On June 5, Saudi Arabia, the United Arab Emirates, Egypt, Bahrain, Yemen and the Maldives suspended all diplomatic ties with Qatar, stating that the country was fomenting extremism and radicalism. The Saudi Arabian state run press agency said, “Qatar is harbouring a multitude of terrorist and sectarian groups that aim to create instability in the region”. Doha was of course quick to deny all such allegations. Significantly, the move came exactly two weeks after US President Donald Trump’s visit to Saudi Arabia
The Saudi Kingdom and other Gulf Cooperation Council countries not only created a blockade-like situation by closing the border and denying air and sea travel to Qatar but also urged “all brotherly countries and companies to do the same”.
Saudi Arabia and other countries accused Qatar of supporting extremist terrorist organisations like the Muslim Brotherhood in Egypt, Da’esh (aka ISIS), Al Qaeda and Hamas. While most analysts point to external factors for the decision to sideline Qatar, it is also a result of rivalry between the Saudis and Qatar. The former has thought of itself for long as the undisputed leader of the Islamic World. However, Qatar has recently taken an independent foreign policy stance and sought to distinguish itself on a number of issues. For example, Qatar has sought to play a role in reconciliation talks between Taliban and Afghanistan.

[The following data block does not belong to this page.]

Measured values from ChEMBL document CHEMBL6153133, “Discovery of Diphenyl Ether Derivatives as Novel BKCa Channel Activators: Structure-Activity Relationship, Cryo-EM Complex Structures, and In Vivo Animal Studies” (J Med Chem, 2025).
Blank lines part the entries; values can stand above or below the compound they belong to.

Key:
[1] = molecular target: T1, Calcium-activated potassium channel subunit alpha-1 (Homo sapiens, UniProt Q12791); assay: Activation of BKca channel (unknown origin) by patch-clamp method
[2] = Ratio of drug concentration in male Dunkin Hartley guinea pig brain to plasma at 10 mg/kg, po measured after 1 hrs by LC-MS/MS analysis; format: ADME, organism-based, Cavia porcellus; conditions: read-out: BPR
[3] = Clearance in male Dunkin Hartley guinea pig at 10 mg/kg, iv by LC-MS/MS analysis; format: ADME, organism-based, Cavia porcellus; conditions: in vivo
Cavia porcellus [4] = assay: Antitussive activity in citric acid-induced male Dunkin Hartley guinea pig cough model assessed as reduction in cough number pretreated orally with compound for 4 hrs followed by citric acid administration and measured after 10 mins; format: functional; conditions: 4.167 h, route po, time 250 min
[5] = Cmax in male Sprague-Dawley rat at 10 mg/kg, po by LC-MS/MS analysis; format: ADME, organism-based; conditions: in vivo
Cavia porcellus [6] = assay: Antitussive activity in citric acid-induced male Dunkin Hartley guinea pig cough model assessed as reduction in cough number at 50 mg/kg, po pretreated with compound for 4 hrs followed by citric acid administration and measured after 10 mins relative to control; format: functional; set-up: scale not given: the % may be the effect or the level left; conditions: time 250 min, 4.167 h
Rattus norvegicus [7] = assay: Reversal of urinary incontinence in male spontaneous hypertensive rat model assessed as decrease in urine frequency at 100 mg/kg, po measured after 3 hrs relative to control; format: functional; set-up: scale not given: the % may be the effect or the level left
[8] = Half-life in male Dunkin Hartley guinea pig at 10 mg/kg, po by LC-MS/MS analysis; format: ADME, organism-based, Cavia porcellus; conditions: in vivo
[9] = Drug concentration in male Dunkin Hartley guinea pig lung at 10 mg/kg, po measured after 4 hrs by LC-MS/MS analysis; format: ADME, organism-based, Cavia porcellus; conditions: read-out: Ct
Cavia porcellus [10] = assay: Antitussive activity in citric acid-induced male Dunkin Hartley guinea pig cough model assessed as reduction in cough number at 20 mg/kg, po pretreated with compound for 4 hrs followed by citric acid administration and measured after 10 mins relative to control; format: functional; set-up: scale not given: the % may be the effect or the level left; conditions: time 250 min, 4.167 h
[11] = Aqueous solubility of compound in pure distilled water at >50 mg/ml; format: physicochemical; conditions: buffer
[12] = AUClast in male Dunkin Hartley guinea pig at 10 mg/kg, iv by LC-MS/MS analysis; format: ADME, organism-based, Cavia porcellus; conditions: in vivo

On June 14, Mutlaq al-Qahtani, a senior counterterrorism adviser to Qatar’s foreign minister said “Qatar hosted the Taliban reconciliation talks with the Afghan government on the request from the United States but now US President Donald Trump along with a number of Arab regimes has accused Doha of supporting extremist groups.” In addition to this, Doha has also maintained a manageable relationship with Iran, Saudi Arabia’s rival in the region.
What has been the role of major powers in this issue?
All major powers are taking sides in accordance with their interests. The US seems to be fueling tension in the region instead of diffusing it. On the very first day, the US Secretary of State Rex Tillerson gave a statement while on a state visit in Australia, urging the Gulf states to stay united. However, Tillerson’s assurances came under doubt after President Trump sided with Saudis and lambasted Qatar for fomenting terror stating, “the time had come to call on Qatar to end its funding…and it’s extremist ideology”.
Later, US President Donald Trump realised that Qatar hosts the biggest US military base in the region, and spoke over telephone with Qatar’s Emir Sheikh Tamim bin Hamad al-Thani, expressing a readiness to participate in the efforts to resolve the crisis in the GCC. More recently, the US not only finalised arms deal of worth US $12 billion but also sent US Navy vessels to Doha to take part in a joint military exercise with the Qatari Emiri Navy.
Turkey’s parliament has also approved a legislation allowing its troops to be deployed to a Turkish military base in Qatar. And though Russia has taken a neutral position from the start of the conflict, it sympathises with Qatar rather than with Saudi Arabia and its allies, because the Qatar Investment Authority is making significant investments across several sectors, during a difficult economic time for Russia.
India’s stake in Qatar